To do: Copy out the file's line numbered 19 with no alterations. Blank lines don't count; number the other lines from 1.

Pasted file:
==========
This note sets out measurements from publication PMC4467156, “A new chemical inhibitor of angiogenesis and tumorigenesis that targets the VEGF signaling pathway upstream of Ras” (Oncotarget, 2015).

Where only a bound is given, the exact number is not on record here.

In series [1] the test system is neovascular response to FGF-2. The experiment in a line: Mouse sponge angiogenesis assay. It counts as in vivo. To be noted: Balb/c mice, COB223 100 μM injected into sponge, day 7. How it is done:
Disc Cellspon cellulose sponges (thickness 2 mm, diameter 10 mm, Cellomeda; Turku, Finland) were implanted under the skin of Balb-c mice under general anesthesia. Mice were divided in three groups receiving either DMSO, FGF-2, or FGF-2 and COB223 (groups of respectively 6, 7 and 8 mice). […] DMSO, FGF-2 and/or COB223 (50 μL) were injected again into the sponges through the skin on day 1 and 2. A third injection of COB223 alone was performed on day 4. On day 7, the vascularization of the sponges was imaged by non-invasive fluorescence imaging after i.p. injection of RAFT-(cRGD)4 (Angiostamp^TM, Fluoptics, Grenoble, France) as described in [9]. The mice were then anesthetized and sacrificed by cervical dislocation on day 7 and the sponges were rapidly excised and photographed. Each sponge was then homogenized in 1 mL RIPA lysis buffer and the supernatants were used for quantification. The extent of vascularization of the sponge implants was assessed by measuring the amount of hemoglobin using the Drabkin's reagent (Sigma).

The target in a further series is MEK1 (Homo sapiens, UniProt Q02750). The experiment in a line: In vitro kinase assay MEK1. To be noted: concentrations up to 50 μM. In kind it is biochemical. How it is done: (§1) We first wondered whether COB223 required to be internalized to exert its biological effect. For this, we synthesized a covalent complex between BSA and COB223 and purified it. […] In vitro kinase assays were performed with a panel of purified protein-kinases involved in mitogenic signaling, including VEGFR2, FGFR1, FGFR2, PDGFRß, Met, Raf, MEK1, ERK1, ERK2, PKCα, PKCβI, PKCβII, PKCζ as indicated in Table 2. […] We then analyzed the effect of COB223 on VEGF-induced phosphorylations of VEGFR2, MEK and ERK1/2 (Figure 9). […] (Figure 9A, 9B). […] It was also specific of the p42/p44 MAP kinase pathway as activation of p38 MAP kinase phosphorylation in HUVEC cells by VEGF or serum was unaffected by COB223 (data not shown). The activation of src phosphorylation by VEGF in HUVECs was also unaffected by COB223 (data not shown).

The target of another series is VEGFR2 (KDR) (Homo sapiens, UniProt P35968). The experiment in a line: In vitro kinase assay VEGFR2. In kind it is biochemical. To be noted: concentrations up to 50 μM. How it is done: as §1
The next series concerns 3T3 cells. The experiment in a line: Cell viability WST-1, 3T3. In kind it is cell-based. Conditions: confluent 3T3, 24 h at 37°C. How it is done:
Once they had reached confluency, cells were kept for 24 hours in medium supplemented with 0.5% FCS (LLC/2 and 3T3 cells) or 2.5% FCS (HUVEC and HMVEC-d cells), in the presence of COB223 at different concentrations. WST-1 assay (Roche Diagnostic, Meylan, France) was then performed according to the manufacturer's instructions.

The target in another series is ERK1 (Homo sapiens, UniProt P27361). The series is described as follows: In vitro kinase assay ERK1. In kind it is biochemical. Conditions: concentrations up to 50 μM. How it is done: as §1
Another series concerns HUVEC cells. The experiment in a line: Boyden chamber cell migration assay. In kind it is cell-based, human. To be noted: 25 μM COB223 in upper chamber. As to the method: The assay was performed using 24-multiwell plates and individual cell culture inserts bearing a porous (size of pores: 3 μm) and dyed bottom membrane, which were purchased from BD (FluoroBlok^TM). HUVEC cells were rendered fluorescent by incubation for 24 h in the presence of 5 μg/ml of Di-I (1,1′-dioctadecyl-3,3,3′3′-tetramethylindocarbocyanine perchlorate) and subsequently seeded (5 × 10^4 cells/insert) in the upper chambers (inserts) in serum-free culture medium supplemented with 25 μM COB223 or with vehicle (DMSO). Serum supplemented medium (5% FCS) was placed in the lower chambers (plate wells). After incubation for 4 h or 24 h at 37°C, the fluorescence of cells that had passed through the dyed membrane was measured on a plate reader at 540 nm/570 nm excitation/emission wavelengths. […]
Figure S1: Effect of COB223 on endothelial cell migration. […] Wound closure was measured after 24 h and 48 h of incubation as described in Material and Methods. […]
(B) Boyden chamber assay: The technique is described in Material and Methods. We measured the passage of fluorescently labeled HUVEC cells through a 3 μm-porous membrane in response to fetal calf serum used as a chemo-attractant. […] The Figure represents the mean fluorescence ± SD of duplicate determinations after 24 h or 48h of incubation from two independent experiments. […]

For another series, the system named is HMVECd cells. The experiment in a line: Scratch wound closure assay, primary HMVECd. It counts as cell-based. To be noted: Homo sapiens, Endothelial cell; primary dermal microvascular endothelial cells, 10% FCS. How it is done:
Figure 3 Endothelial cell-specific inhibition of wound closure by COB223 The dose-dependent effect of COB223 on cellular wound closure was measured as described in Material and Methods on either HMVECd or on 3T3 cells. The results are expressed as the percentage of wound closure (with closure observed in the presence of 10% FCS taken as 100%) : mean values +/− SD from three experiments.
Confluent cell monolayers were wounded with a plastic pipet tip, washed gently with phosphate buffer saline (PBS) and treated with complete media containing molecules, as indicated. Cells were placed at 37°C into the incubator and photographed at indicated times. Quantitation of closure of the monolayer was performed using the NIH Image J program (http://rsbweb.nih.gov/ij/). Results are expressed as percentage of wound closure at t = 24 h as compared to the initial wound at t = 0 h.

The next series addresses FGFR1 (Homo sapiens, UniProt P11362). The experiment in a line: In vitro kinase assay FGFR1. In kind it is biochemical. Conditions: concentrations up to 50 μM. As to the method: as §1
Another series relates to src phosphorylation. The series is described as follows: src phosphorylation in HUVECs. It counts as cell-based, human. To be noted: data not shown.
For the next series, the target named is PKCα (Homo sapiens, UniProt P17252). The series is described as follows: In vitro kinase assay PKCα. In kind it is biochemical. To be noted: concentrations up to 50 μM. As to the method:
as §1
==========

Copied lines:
as §1